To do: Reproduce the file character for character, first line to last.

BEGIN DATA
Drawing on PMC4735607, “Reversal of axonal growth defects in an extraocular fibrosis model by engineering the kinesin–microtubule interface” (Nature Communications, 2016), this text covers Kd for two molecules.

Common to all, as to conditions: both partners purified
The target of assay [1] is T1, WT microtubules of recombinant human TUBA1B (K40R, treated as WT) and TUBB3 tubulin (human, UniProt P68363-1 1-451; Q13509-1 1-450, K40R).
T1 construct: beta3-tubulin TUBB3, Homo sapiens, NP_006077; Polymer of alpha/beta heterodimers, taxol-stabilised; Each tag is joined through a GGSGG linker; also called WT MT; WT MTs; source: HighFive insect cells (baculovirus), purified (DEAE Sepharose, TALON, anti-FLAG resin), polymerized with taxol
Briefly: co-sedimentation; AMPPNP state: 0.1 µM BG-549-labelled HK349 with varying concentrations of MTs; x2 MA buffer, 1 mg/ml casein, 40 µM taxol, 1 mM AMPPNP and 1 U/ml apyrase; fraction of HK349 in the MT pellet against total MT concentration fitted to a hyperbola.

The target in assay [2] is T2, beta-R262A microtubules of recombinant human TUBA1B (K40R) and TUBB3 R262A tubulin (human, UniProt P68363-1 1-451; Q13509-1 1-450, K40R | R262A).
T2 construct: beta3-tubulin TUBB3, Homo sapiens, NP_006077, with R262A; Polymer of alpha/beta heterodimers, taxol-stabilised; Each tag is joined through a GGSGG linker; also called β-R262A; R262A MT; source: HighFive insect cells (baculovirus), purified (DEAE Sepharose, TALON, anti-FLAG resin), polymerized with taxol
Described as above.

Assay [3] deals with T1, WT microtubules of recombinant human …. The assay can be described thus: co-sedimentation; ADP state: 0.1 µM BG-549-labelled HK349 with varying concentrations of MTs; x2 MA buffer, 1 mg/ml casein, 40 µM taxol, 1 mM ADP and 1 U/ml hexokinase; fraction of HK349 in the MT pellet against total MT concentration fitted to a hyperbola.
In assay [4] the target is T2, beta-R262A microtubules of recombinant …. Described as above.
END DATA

Drawing on PMC4735607, “Reversal of axonal growth defects in an extraocular fibrosis model by engineering the kinesin–microtubule interface” (Nature Communications, 2016), this text covers Kd for two molecules.

Common to all, as to conditions: both partners purified
The target of assay [1] is T1, WT microtubules of recombinant human TUBA1B (K40R, treated as WT) and TUBB3 tubulin (human, UniProt P68363-1 1-451; Q13509-1 1-450, K40R).
T1 construct: beta3-tubulin TUBB3, Homo sapiens, NP_006077; Polymer of alpha/beta heterodimers, taxol-stabilised; Each tag is joined through a GGSGG linker; also called WT MT; WT MTs; source: HighFive insect cells (baculovirus), purified (DEAE Sepharose, TALON, anti-FLAG resin), polymerized with taxol
Briefly: co-sedimentation; AMPPNP state: 0.1 µM BG-549-labelled HK349 with varying concentrations of MTs; x2 MA buffer, 1 mg/ml casein, 40 µM taxol, 1 mM AMPPNP and 1 U/ml apyrase; fraction of HK349 in the MT pellet against total MT concentration fitted to a hyperbola.

The target in assay [2] is T2, beta-R262A microtubules of recombinant human TUBA1B (K40R) and TUBB3 R262A tubulin (human, UniProt P68363-1 1-451; Q13509-1 1-450, K40R | R262A).
T2 construct: beta3-tubulin TUBB3, Homo sapiens, NP_006077, with R262A; Polymer of alpha/beta heterodimers, taxol-stabilised; Each tag is joined through a GGSGG linker; also called β-R262A; R262A MT; source: HighFive insect cells (baculovirus), purified (DEAE Sepharose, TALON, anti-FLAG resin), polymerized with taxol
Described as above.

Assay [3] deals with T1, WT microtubules of recombinant human …. The assay can be described thus: co-sedimentation; ADP state: 0.1 µM BG-549-labelled HK349 with varying concentrations of MTs; x2 MA buffer, 1 mg/ml casein, 40 µM taxol, 1 mM ADP and 1 U/ml hexokinase; fraction of HK349 in the MT pellet against total MT concentration fitted to a hyperbola.
In assay [4] the target is T2, beta-R262A microtubules of recombinant …. Described as above.